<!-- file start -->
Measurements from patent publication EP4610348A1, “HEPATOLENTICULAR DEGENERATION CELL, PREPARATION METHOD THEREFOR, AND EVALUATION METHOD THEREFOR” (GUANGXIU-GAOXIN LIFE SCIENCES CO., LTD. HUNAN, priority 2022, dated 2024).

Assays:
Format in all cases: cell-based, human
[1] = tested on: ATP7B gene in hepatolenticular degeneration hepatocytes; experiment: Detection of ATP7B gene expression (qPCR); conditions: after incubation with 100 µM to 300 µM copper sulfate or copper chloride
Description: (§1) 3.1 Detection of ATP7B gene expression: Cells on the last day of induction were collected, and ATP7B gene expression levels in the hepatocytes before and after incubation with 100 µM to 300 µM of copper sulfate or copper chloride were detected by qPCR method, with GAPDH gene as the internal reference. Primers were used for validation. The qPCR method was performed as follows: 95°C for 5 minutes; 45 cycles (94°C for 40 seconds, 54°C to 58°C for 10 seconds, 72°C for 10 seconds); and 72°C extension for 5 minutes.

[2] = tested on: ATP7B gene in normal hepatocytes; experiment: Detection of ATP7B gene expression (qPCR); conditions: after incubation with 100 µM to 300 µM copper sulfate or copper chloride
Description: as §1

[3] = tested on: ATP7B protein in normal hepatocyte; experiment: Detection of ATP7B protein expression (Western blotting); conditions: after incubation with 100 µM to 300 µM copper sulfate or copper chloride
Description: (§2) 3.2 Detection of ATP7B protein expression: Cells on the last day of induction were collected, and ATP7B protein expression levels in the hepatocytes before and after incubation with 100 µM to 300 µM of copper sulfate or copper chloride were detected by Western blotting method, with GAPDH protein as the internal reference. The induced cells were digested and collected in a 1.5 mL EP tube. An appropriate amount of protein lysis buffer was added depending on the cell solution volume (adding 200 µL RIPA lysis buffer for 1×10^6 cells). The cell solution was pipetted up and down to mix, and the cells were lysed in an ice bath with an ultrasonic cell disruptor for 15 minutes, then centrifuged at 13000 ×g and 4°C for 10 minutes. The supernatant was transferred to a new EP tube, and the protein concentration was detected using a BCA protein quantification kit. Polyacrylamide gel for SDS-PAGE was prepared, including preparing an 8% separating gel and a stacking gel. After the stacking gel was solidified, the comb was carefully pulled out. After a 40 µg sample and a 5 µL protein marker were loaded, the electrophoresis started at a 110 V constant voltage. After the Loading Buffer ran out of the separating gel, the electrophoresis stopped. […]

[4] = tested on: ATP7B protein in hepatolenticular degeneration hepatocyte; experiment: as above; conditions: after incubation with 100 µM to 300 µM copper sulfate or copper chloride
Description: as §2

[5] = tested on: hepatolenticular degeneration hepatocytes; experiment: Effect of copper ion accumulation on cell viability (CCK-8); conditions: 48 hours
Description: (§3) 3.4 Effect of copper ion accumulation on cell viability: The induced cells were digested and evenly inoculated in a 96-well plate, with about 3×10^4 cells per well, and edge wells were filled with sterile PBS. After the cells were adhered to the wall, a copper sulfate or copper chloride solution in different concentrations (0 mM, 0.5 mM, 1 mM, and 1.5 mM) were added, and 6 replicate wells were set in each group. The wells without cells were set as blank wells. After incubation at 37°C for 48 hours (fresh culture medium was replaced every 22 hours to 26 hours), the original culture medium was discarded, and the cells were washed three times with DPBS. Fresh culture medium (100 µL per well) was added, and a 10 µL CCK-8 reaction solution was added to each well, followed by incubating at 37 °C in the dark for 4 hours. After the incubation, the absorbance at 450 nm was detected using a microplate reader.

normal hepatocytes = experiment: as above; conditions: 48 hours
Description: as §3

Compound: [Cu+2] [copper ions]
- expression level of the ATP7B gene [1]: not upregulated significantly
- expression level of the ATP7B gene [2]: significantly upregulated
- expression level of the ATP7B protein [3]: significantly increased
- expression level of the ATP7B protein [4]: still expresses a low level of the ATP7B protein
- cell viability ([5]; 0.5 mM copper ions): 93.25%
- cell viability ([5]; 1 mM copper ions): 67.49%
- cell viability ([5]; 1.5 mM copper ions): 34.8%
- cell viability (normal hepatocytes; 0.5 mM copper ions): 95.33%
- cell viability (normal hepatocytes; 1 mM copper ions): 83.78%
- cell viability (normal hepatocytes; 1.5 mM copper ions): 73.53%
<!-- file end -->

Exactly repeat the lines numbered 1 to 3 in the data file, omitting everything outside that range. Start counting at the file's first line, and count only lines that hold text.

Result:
Measurements from patent publication EP4610348A1, “HEPATOLENTICULAR DEGENERATION CELL, PREPARATION METHOD THEREFOR, AND EVALUATION METHOD THEREFOR” (GUANGXIU-GAOXIN LIFE SCIENCES CO., LTD. HUNAN, priority 2022, dated 2024).

Assays:
Format in all cases: cell-based, human